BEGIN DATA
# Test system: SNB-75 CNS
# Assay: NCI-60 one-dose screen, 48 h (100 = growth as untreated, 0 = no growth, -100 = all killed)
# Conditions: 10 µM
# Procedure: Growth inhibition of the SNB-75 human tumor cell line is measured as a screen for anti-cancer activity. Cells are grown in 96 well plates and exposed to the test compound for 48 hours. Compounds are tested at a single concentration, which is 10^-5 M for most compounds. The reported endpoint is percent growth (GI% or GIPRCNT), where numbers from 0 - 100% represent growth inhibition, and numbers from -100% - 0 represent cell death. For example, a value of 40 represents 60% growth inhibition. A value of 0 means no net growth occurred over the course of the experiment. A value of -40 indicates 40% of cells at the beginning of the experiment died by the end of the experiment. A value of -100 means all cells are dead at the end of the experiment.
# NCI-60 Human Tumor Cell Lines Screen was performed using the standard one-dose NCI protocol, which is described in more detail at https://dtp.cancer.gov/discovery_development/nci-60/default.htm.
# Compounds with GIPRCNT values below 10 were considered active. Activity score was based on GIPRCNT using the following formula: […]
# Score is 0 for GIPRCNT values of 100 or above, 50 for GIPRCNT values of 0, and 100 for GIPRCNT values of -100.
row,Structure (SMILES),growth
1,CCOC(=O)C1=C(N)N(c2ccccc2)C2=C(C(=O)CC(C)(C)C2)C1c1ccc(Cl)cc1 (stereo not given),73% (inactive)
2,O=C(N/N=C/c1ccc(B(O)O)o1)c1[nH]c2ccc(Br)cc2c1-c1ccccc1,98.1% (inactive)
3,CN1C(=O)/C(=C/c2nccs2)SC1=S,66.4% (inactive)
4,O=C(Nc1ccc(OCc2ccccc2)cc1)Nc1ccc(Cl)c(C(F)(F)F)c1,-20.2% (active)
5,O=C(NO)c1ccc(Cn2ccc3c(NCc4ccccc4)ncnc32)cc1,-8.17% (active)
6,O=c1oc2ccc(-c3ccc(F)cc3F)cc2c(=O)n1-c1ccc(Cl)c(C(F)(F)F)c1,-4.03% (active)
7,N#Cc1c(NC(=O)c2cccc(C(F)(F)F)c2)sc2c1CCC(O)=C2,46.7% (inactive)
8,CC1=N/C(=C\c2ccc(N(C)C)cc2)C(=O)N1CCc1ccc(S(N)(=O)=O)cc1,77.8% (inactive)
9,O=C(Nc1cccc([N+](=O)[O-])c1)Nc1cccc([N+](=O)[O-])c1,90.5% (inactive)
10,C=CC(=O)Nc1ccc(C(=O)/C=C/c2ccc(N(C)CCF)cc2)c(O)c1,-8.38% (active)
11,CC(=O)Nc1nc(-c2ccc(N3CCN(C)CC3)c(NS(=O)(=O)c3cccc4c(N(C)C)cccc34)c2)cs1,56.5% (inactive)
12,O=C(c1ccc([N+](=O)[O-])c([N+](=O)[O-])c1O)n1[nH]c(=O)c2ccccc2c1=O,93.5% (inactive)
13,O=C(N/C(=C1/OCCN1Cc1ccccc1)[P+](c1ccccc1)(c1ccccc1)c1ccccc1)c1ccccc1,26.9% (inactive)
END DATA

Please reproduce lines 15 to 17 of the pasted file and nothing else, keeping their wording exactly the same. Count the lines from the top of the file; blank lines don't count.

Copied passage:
7,N#Cc1c(NC(=O)c2cccc(C(F)(F)F)c2)sc2c1CCC(O)=C2,46.7% (inactive)
8,CC1=N/C(=C\c2ccc(N(C)C)cc2)C(=O)N1CCc1ccc(S(N)(=O)=O)cc1,77.8% (inactive)
9,O=C(Nc1cccc([N+](=O)[O-])c1)Nc1cccc([N+](=O)[O-])c1,90.5% (inactive)